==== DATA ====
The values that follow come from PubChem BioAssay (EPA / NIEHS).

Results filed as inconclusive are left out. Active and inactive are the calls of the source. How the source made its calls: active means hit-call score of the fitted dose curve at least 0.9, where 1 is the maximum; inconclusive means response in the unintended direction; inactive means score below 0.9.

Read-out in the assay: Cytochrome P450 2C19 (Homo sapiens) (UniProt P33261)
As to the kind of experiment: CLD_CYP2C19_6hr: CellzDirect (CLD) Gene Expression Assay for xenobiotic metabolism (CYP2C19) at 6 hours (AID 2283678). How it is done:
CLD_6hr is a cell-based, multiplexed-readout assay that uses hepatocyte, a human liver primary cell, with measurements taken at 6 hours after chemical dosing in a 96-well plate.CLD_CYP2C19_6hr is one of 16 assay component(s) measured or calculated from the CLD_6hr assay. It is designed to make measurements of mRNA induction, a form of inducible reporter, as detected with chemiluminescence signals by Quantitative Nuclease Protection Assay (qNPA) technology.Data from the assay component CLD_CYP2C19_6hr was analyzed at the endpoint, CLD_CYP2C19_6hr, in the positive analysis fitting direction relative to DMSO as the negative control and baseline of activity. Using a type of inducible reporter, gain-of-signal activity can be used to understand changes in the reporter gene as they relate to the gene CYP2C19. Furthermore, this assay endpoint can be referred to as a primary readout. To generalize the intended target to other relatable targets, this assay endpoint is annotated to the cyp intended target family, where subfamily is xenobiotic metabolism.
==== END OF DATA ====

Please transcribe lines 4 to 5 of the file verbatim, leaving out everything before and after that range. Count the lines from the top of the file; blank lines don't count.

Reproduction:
As to the kind of experiment: CLD_CYP2C19_6hr: CellzDirect (CLD) Gene Expression Assay for xenobiotic metabolism (CYP2C19) at 6 hours (AID 2283678). How it is done:
CLD_6hr is a cell-based, multiplexed-readout assay that uses hepatocyte, a human liver primary cell, with measurements taken at 6 hours after chemical dosing in a 96-well plate.CLD_CYP2C19_6hr is one of 16 assay component(s) measured or calculated from the CLD_6hr assay. It is designed to make measurements of mRNA induction, a form of inducible reporter, as detected with chemiluminescence signals by Quantitative Nuclease Protection Assay (qNPA) technology.Data from the assay component CLD_CYP2C19_6hr was analyzed at the endpoint, CLD_CYP2C19_6hr, in the positive analysis fitting direction relative to DMSO as the negative control and baseline of activity. Using a type of inducible reporter, gain-of-signal activity can be used to understand changes in the reporter gene as they relate to the gene CYP2C19. Furthermore, this assay endpoint can be referred to as a primary readout. To generalize the intended target to other relatable targets, this assay endpoint is annotated to the cyp intended target family, where subfamily is xenobiotic metabolism.